Parkin is an interesting protein. Encoded in humans by the PARK2 gene, it is implicated in several disease states, including Parkinson’s disease. How PARK2 mutations lead to dopaminergic cell death and early Parkinsonian symptoms isn’t clear, though – it appears to play a role in the degradation of free-radical-damaged mitochondria, but what’s now clear is that parkin also plays a central role in keeping the lens… clear.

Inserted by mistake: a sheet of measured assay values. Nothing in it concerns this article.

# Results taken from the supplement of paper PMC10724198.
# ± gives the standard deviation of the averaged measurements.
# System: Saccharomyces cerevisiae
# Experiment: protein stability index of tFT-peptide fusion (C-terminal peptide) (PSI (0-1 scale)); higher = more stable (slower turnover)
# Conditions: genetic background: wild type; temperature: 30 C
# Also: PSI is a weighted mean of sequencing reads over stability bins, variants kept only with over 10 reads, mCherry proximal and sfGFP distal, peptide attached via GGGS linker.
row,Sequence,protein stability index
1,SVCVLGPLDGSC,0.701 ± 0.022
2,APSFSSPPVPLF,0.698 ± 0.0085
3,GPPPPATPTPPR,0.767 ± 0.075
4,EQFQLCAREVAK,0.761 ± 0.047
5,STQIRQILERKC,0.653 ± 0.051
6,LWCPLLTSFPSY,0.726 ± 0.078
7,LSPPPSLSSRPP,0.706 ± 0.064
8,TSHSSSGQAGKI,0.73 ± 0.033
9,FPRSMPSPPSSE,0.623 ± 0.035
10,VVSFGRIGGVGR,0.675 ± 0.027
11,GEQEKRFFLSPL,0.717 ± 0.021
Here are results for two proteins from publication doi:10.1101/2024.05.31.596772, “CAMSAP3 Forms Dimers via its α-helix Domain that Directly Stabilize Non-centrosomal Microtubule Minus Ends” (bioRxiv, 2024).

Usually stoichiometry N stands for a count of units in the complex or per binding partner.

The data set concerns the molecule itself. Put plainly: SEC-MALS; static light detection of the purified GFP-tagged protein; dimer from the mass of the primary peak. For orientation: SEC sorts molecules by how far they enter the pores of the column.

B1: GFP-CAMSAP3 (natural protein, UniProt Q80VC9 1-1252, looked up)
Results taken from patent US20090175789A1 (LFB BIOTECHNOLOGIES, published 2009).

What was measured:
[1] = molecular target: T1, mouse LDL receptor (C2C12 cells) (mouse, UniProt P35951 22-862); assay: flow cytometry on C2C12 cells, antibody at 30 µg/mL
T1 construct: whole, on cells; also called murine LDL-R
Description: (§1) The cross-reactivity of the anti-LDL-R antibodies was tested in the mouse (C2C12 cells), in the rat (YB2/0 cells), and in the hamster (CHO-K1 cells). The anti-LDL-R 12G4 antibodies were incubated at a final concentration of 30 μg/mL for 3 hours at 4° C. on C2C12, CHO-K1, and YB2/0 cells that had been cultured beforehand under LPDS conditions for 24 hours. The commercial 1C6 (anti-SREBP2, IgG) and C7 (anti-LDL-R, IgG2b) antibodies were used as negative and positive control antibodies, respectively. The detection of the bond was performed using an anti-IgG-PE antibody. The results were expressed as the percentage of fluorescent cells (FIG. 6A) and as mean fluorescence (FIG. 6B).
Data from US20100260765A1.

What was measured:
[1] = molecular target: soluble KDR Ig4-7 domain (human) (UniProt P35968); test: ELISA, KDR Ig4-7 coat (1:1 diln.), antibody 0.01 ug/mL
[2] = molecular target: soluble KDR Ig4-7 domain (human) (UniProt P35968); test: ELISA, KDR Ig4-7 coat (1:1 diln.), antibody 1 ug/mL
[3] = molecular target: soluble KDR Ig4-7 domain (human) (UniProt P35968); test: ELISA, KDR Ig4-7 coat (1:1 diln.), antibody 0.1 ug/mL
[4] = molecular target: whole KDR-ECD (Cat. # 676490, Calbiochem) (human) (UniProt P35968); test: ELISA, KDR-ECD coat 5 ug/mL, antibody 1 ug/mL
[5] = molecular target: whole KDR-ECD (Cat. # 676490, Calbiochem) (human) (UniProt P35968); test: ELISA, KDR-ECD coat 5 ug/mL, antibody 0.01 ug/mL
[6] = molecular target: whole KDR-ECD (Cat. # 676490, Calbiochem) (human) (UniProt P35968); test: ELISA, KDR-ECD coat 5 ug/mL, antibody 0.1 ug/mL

Intrigued by the protein’s potential role in lens opacity, researchers from the Charles E Schmidt College of Medicine at Florida Atlantic University decided to delve deeper. They performed cell culture experiments in which lens epithelial cells (LECs) expressing either normal or mutated forms of the PARK2 gene were assessed. What they found was this: PARK2 is expressed when LECs are exposed to cataract-causing, free radical-generating environmental insults (in this case, oxidative stress caused by hydrogen peroxide exposure). Parkin removes damaged mitochondria (see Figure 1), and by doing so, helps prevent the formation of free radicals in LECs. This increases the ability of the LECs to survive free radical formation, and presumably, the reactive oxygen species-mediated aging.
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